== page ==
In talks about the fiscal cliff, there are high-ranking Republicans willing to violate Grover Norquist's anti-tax pledge. At the same time, Norquist is still standing firm.
As the 2012 United States Elections are over, there are things that are still left on the table. In regards to the economy, there is the talk of the fiscal cliff. At first, Republicans said that they didn't want to raise taxes, let alone for the wealthy. Leading the anti-tax crusade is pundit Grover Norquist. Norquist has been known as a major anti-tax crusader. Norquist is considered an influential pundit in the GOP; however, it seems that Norquist is slowly and gradually losing influence in the party. However, Norquist is standing firm. In a Salon article, Norquist seems to be unyielding and warned both Democrats and Republicans that the anti-tax pledge is still holding strong. Norquist says that nothing has changed since Barack Obama was re-elected as the United States President.
Obama's re-election was seen as a critical blow to Republicans. He had defeated former Massachusetts governor Mitt Romney who was the GOP nominee. However, that wasn't the only loss the party suffered. While the GOP maintained control of the US House of Representatives, the GOP suffered losses in many Senate races which enabled Democrats to maintain control of the US Senate. Keep in mind there are still the 2014 Elections where there are House, Senate, and governor seats up for grabs.
However, there are signs of dissent among the ranks of the GOP.
According to an opinion piece on Penn Live, a growing number of members within the Republican Party are rethinking the anti-tax pledge they signed and are making a 180-degree about face on Norquist. In regards to the elections, some of Norquist's anti-tax pledges have lost their seats. At the same time, there are newly elected Republicans that refuse to sign the anti-tax pledge citing that there's no reason to sign it at all. In this respect, it's Norquist vs. the newly elected Republicans.
Also, this tax pledge called the “Taxpayer Protection Pledge” is not binding in any legal way.
High-ranking Republicans are willing to break Norquist's pledge. One of them is Senator Lindsey Graham of South Carolina. He said that he would be willing to violate the pledge. His justification is that the pledge they should be making sure that the United States doesn't end up like Greece. Graham did lay out a condition if he was going to violate the pledge: Democrats need to do entitlement reform.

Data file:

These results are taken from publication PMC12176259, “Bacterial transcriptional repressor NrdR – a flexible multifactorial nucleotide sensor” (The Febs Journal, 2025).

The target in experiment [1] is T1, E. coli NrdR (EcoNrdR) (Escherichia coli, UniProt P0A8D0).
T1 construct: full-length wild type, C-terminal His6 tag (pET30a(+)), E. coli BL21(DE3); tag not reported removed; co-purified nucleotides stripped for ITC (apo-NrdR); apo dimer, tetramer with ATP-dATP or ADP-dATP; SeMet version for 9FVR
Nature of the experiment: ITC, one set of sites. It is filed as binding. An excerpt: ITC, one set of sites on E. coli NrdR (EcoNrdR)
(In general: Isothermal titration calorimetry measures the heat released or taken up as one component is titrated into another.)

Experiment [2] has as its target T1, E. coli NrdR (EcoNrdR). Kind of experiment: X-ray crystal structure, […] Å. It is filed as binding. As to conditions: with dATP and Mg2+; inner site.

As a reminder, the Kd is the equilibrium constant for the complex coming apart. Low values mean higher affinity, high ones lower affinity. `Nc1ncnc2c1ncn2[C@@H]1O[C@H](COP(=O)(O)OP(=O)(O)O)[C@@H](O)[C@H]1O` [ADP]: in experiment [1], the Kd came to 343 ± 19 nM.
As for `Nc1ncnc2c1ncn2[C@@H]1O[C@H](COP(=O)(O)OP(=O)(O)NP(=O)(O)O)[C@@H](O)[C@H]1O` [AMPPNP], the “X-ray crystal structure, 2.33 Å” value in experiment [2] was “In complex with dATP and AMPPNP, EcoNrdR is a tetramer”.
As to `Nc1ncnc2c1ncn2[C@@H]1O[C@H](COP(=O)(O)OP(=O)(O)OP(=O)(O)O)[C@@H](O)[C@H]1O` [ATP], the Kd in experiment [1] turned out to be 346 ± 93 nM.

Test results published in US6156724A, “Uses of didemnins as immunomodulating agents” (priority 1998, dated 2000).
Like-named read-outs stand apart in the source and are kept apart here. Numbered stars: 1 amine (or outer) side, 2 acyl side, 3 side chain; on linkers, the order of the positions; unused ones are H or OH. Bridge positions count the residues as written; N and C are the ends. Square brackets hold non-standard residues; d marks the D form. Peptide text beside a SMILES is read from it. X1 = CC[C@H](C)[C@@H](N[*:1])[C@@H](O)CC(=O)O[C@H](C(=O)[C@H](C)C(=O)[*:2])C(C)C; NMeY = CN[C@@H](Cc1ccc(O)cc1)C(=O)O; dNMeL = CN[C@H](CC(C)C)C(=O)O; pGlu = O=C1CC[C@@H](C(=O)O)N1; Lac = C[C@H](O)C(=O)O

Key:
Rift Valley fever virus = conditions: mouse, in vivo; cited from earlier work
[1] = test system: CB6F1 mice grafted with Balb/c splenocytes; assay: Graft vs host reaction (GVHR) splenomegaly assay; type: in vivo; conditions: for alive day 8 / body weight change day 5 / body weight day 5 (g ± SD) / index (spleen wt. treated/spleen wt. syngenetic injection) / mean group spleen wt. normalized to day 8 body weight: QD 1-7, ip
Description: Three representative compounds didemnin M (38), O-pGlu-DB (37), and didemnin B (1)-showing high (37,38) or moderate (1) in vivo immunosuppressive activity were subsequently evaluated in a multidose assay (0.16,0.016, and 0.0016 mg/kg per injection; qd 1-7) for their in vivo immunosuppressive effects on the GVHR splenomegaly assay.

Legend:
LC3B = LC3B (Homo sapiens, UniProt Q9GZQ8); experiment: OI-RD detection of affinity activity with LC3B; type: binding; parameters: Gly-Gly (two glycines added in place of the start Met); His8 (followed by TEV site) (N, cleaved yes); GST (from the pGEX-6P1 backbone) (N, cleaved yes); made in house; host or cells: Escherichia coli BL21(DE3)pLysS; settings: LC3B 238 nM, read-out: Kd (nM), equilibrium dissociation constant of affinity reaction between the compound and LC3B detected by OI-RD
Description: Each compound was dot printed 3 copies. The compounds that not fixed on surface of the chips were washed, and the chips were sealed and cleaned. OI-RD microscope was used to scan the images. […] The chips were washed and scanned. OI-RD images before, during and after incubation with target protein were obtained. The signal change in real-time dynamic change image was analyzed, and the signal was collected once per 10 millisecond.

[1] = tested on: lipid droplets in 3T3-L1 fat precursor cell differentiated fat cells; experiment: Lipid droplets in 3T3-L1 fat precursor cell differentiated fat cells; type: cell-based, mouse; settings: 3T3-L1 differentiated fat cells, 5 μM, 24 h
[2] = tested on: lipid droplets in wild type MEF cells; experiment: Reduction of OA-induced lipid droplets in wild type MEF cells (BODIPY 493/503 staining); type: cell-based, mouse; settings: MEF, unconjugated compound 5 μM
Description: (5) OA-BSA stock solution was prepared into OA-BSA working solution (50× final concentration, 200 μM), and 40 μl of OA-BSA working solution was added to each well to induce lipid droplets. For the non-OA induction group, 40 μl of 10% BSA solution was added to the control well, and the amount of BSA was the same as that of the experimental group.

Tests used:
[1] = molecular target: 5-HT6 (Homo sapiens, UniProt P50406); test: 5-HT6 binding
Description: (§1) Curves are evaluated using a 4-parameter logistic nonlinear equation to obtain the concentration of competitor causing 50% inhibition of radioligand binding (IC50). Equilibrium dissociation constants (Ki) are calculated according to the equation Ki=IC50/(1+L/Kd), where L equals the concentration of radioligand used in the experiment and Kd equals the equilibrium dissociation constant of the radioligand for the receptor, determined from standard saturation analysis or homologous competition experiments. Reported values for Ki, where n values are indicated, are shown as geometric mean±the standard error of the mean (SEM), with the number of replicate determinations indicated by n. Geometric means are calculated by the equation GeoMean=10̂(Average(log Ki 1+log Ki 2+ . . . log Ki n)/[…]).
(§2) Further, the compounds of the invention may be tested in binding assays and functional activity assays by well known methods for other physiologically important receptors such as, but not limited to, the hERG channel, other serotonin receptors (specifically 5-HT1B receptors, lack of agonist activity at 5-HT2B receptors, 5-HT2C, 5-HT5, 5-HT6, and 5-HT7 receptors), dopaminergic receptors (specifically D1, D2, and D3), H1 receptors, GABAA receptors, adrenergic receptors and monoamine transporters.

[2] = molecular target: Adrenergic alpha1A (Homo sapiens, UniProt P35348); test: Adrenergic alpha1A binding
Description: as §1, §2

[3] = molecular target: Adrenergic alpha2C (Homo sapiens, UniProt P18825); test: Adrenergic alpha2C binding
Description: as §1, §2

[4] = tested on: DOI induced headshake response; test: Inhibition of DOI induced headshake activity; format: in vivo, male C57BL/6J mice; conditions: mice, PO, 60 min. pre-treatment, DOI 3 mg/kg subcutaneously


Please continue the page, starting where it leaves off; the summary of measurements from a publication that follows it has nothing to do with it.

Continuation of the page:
The dissent started out from GOP Senator Saxby Chambliss. Chambliss was very vocal about it and talked about caring too much about his country than he does about Norquist. He did receive political fire about it. Then people like Graham started giving opposition to Norquist's anti-tax pledge.
GOP Representative Peter King agreed with Chambliss' words. He said that the pledge, signed 18 years ago, is only for that Congress. Then, he talked about World War I. King said that he would've signed the declaration to go back war against Japan. Then, he said that today he had no plans of trying to war with Japan. He said that the economic situation was different now than it was in the past.
GOP Senator John McCain of Arizona said that there are cracks in Norquist's power. McCain was the GOP nominee for the 2008 US Elections. Former US President George H. W. Bush said that you cannot be bound to Norquist's pledge. Then, he asked who Norquist was in the first place.
These are examples of some of the influential Republicans breaking rank against Norquist.
Dissent within the GOP ranks against Norquist's anti-tax pledge can be great ammo for Obama and the Democratic Party. With Obama winning a second term, supporters are taking to YouTube and expressing their support for taxes to be raised on the wealthy. Videos would be forwarded to both Republicans and centrist Democrats. For the former, Obama's supporters hope that this will entice the GOP to break away with the Tea Party Movement.
With high-ranking Republicans ready to break away from Norquist, this seemingly makes it easier for Obama and the Democrats to prove their case and sell it to the public.